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Oregon Grew Over a Million Pounds of Weed Last Year That No One Is Smoking

Oregon is starting off the new year with quite the stash of cannabis. The Beaver State is chilling on at least 1.3 million pounds of unsold pot — or approximately 1.1 billion joints.

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Oregon is starting off the new year with quite the stash of cannabis. According to reports from Willamette Week and elsewhere, the Beaver State is chilling on at least 1.3 million pounds of unsold pot — or approximately 1.1 billion half-gram joints. 

This should come as no surprise. The state’s cannabis industry has been expanding since recreational legalization went into effect in 2014, and the expansion has led to massive overproduction, especially since Oregonians are consuming less than 375,000 pounds per year. (Some estimates have even stated that Oregon only consumed 166,000 pounds last year). But, to the bane of government officials, cultivators have been selling off their product on the black market, with analysts estimating that around a third of the state's legally-grown weed is being sold illegally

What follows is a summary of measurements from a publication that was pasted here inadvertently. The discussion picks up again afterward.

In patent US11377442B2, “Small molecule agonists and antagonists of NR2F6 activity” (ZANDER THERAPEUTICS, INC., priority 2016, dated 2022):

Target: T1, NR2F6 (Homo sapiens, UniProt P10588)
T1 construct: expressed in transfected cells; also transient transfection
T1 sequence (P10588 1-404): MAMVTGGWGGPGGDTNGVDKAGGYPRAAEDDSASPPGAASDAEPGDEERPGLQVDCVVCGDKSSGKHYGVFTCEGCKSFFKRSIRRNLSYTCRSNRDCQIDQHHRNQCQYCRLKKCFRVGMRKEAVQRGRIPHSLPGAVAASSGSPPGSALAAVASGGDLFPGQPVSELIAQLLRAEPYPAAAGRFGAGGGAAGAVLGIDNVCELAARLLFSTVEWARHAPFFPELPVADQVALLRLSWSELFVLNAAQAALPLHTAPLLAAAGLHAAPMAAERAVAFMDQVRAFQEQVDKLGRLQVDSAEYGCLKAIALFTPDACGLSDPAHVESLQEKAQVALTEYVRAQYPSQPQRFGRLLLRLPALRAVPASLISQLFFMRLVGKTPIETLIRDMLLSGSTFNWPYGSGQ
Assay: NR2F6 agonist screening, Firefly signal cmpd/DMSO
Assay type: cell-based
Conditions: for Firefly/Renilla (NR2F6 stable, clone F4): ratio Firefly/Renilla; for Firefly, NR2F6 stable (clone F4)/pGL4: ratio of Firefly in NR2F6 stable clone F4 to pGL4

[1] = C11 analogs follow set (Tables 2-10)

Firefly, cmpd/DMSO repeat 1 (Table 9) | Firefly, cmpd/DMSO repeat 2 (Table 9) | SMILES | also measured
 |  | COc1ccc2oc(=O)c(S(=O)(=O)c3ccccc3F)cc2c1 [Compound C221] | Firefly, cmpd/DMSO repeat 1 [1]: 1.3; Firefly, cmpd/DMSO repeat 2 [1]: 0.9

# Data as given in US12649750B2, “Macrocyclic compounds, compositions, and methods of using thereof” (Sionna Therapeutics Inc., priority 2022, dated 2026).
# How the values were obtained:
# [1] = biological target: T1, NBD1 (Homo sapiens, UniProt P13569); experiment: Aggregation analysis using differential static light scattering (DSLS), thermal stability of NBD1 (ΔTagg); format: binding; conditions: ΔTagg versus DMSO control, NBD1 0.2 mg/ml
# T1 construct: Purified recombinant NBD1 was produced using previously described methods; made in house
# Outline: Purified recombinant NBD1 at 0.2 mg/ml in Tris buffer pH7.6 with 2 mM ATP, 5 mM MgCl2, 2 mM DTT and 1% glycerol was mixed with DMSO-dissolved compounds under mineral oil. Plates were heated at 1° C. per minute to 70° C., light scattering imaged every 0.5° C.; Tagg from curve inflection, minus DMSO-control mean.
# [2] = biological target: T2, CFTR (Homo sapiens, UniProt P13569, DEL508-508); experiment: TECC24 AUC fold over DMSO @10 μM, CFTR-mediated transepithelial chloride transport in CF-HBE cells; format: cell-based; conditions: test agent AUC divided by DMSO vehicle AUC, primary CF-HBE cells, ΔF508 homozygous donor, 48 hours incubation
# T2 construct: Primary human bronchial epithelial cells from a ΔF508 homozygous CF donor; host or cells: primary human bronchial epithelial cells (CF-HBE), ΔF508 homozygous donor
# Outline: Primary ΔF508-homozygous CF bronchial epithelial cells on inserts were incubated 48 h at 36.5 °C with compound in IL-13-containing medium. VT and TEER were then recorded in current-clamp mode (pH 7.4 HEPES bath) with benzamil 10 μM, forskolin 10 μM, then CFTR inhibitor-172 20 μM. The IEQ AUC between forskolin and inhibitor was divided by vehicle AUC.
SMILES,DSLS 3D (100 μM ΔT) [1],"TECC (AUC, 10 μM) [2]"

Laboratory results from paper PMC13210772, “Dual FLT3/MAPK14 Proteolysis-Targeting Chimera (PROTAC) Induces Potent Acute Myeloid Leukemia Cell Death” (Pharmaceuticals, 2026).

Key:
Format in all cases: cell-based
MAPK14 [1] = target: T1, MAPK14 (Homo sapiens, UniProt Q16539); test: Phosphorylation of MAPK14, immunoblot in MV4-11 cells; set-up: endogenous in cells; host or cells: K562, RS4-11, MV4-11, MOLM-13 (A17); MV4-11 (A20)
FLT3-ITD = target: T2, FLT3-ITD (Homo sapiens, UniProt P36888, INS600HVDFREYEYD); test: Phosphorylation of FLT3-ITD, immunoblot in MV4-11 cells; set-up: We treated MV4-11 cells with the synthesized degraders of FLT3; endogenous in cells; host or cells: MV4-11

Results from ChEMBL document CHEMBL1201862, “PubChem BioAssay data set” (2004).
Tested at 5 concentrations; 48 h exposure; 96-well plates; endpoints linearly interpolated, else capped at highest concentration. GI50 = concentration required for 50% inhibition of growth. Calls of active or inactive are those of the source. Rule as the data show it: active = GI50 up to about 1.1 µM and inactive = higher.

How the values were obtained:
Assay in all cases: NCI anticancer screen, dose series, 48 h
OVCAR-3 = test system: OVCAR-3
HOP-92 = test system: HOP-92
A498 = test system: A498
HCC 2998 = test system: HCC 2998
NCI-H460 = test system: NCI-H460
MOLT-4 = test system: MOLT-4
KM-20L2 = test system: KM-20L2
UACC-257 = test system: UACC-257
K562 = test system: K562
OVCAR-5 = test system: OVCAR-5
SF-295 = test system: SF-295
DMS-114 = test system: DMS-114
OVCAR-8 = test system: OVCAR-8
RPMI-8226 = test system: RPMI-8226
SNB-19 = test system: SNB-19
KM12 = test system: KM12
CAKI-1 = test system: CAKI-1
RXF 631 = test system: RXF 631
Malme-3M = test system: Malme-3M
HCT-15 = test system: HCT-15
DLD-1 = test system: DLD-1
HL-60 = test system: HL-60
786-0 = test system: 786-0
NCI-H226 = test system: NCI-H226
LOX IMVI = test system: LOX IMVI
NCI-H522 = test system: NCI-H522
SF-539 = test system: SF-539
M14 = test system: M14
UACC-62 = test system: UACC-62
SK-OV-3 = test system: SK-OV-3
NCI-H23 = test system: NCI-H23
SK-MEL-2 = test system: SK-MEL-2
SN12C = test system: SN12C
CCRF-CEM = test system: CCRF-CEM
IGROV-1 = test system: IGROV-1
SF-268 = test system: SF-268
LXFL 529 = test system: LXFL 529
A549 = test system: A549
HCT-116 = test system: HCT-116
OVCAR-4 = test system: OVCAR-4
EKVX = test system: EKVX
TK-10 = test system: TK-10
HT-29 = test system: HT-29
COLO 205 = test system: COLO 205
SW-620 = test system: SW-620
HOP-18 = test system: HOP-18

Last February, Oregon’s U.S. District Attorney Billy Williams said that if the industry was unable to nix the oversupply issue, the feds were going to step in and start making crackdowns. A few months later, state regulators passed new rules to increase the oversight of growers, cultivators, and processors throughout the state. But, as the new data from Oregon depicts, the updated regulations haven’t fixed the issue of the excess weed. Again, there’s 1.3 million pounds (!) just sitting there… 

Now, a group of lawmakers and cannabis industry insiders are looking to address the supply issue with a potentially groundbreaking move. They’ve proposed a new bill that would allow extra marijuana to be exported to other states with legalization programs, such as neighboring Washington and California. If passed, this would be the first domestic export bill of its kind, and a milestone that bucks the feds, seeing how federal regulations prevent intra-state cannabis sales. 

"There are plenty of markets that would be thrilled to have world-class cannabis," said Adam Smith, founder of Oregon’s Craft Cannabis Alliance. And, according to Beau Whitney of cannabis consulting firm New Frontier Data, legalizing exports “would either slow or stop the price declines, because there wouldn't be any more excess.” 

Until the export bill passes, or another solution is proposed, Oregon’s cannabis retail scene will continue to face price drops and the threat of a federal crackdown. In the meantime, we’ll be daydreaming about what 1.3 million pounds looks like in one tall stack.

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